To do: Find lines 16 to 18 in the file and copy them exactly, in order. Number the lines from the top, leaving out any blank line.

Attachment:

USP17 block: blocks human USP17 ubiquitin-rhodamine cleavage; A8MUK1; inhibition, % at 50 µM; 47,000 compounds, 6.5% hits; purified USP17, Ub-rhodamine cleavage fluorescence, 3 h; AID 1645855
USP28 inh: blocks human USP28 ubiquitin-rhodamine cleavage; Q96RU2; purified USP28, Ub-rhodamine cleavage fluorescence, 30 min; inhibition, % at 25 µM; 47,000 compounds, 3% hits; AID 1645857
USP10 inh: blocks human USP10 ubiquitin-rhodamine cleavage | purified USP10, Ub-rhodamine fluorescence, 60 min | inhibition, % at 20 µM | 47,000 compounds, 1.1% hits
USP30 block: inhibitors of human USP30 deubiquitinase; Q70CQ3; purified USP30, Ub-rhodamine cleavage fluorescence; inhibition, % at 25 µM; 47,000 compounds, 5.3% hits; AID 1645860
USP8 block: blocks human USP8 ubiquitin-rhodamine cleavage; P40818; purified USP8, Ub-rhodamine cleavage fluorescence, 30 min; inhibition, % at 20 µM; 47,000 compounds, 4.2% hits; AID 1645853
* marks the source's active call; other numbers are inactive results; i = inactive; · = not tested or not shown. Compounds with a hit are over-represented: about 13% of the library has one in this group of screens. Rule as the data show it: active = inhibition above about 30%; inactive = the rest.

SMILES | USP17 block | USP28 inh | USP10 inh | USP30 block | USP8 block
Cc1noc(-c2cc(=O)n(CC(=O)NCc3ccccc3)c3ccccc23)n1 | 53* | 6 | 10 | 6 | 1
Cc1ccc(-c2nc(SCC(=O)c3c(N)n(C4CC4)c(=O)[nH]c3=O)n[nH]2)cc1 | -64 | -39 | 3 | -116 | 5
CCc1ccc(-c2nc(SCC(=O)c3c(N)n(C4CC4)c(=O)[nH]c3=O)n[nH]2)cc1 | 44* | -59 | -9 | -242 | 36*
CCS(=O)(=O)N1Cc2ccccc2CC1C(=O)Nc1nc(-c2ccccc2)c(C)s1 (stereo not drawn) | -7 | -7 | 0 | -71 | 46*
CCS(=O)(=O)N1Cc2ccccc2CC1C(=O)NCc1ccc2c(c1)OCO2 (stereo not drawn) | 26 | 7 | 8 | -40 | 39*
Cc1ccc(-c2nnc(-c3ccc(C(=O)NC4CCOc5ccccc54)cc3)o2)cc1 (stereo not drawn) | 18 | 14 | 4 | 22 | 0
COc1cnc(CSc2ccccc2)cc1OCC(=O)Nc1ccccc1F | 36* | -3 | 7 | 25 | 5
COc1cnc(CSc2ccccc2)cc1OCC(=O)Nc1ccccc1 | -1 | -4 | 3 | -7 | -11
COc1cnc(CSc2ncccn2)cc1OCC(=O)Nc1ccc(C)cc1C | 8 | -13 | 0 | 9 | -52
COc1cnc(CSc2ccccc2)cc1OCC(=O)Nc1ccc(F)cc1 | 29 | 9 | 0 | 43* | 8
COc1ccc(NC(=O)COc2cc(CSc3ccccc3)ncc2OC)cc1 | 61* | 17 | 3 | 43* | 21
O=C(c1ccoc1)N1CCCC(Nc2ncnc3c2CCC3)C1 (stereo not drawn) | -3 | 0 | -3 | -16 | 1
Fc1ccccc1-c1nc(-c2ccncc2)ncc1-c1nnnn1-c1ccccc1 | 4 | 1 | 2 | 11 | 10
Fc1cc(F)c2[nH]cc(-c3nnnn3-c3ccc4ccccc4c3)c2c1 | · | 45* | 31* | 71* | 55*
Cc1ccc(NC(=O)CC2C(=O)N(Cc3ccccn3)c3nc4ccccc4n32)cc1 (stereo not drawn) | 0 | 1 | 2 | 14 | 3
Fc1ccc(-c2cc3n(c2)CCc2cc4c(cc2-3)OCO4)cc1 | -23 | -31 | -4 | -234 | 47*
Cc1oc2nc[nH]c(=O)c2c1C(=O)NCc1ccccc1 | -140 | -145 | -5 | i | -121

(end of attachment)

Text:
COc1cnc(CSc2ncccn2)cc1OCC(=O)Nc1ccc(C)cc1C | 8 | -13 | 0 | 9 | -52
COc1cnc(CSc2ccccc2)cc1OCC(=O)Nc1ccc(F)cc1 | 29 | 9 | 0 | 43* | 8
COc1ccc(NC(=O)COc2cc(CSc3ccccc3)ncc2OC)cc1 | 61* | 17 | 3 | 43* | 21